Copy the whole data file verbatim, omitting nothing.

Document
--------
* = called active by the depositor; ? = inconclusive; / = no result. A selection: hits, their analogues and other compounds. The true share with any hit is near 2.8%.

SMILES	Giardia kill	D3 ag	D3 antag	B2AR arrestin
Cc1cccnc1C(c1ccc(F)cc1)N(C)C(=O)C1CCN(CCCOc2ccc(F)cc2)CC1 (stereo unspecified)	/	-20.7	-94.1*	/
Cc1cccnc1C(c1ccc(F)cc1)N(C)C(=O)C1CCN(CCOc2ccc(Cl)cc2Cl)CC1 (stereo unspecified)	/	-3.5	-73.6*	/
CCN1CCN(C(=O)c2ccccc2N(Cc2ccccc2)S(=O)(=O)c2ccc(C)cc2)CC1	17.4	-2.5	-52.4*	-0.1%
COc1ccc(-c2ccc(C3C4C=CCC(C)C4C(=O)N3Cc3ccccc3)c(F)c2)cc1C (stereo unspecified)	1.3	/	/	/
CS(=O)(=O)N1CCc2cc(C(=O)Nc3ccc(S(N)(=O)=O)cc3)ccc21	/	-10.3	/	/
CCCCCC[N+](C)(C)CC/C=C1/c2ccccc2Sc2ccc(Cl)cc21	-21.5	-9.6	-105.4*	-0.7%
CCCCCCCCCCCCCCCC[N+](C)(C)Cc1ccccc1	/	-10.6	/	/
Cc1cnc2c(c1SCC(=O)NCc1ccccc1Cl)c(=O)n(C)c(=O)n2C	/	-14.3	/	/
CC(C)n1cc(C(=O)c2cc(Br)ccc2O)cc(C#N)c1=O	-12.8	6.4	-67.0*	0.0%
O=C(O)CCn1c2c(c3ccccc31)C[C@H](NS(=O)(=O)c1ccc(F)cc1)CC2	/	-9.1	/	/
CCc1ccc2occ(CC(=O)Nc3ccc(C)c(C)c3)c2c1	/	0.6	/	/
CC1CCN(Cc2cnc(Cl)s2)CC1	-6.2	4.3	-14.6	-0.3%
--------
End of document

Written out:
* = called active by the depositor; ? = inconclusive; / = no result. A selection: hits, their analogues and other compounds. The true share with any hit is near 2.8%.

SMILES	Giardia kill	D3 ag	D3 antag	B2AR arrestin
Cc1cccnc1C(c1ccc(F)cc1)N(C)C(=O)C1CCN(CCCOc2ccc(F)cc2)CC1 (stereo unspecified)	/	-20.7	-94.1*	/
Cc1cccnc1C(c1ccc(F)cc1)N(C)C(=O)C1CCN(CCOc2ccc(Cl)cc2Cl)CC1 (stereo unspecified)	/	-3.5	-73.6*	/
CCN1CCN(C(=O)c2ccccc2N(Cc2ccccc2)S(=O)(=O)c2ccc(C)cc2)CC1	17.4	-2.5	-52.4*	-0.1%
COc1ccc(-c2ccc(C3C4C=CCC(C)C4C(=O)N3Cc3ccccc3)c(F)c2)cc1C (stereo unspecified)	1.3	/	/	/
CS(=O)(=O)N1CCc2cc(C(=O)Nc3ccc(S(N)(=O)=O)cc3)ccc21	/	-10.3	/	/
CCCCCC[N+](C)(C)CC/C=C1/c2ccccc2Sc2ccc(Cl)cc21	-21.5	-9.6	-105.4*	-0.7%
CCCCCCCCCCCCCCCC[N+](C)(C)Cc1ccccc1	/	-10.6	/	/
Cc1cnc2c(c1SCC(=O)NCc1ccccc1Cl)c(=O)n(C)c(=O)n2C	/	-14.3	/	/
CC(C)n1cc(C(=O)c2cc(Br)ccc2O)cc(C#N)c1=O	-12.8	6.4	-67.0*	0.0%
O=C(O)CCn1c2c(c3ccccc31)C[C@H](NS(=O)(=O)c1ccc(F)cc1)CC2	/	-9.1	/	/
CCc1ccc2occ(CC(=O)Nc3ccc(C)c(C)c3)c2c1	/	0.6	/	/
CC1CCN(Cc2cnc(Cl)s2)CC1	-6.2	4.3	-14.6	-0.3%